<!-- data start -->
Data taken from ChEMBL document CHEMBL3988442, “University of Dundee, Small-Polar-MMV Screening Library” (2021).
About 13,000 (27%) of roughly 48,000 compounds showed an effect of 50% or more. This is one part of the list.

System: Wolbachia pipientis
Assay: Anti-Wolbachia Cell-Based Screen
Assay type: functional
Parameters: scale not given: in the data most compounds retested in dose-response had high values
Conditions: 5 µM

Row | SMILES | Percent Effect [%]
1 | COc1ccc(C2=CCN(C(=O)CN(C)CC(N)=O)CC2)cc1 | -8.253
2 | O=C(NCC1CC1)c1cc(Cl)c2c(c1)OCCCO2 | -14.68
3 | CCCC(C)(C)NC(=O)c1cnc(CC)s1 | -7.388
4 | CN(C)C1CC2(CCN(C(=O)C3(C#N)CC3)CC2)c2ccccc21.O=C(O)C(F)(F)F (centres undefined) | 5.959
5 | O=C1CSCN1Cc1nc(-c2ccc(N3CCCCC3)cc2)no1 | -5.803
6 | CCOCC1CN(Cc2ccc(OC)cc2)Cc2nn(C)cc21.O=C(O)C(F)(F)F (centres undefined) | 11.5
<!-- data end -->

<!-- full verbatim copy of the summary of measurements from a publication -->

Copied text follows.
Data taken from ChEMBL document CHEMBL3988442, “University of Dundee, Small-Polar-MMV Screening Library” (2021).
About 13,000 (27%) of roughly 48,000 compounds showed an effect of 50% or more. This is one part of the list.

System: Wolbachia pipientis
Assay: Anti-Wolbachia Cell-Based Screen
Assay type: functional
Parameters: scale not given: in the data most compounds retested in dose-response had high values
Conditions: 5 µM

Row | SMILES | Percent Effect [%]
1 | COc1ccc(C2=CCN(C(=O)CN(C)CC(N)=O)CC2)cc1 | -8.253
2 | O=C(NCC1CC1)c1cc(Cl)c2c(c1)OCCCO2 | -14.68
3 | CCCC(C)(C)NC(=O)c1cnc(CC)s1 | -7.388
4 | CN(C)C1CC2(CCN(C(=O)C3(C#N)CC3)CC2)c2ccccc21.O=C(O)C(F)(F)F (centres undefined) | 5.959
5 | O=C1CSCN1Cc1nc(-c2ccc(N3CCCCC3)cc2)no1 | -5.803
6 | CCOCC1CN(Cc2ccc(OC)cc2)Cc2nn(C)cc21.O=C(O)C(F)(F)F (centres undefined) | 11.5